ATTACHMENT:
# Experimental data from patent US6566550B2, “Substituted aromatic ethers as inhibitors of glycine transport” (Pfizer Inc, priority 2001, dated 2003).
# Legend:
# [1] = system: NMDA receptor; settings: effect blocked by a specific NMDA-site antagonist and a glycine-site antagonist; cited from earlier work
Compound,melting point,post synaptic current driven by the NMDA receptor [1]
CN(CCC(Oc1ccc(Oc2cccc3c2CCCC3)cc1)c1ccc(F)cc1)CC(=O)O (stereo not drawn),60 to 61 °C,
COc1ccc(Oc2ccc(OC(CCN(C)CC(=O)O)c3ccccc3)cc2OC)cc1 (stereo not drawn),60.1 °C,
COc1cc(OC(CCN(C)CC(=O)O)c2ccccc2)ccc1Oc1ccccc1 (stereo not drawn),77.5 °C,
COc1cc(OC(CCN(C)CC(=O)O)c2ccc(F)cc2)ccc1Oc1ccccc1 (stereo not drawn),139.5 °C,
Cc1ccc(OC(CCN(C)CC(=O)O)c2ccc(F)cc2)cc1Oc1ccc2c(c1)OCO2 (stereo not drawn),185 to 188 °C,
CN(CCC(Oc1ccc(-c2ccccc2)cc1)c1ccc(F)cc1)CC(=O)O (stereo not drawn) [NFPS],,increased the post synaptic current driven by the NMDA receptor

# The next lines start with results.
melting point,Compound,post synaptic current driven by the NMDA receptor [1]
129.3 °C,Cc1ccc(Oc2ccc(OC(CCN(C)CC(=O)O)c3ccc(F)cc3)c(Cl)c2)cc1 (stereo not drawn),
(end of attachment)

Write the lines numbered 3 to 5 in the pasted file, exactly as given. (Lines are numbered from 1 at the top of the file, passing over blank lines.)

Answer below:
# [1] = system: NMDA receptor; settings: effect blocked by a specific NMDA-site antagonist and a glycine-site antagonist; cited from earlier work
Compound,melting point,post synaptic current driven by the NMDA receptor [1]
CN(CCC(Oc1ccc(Oc2cccc3c2CCCC3)cc1)c1ccc(F)cc1)CC(=O)O (stereo not drawn),60 to 61 °C,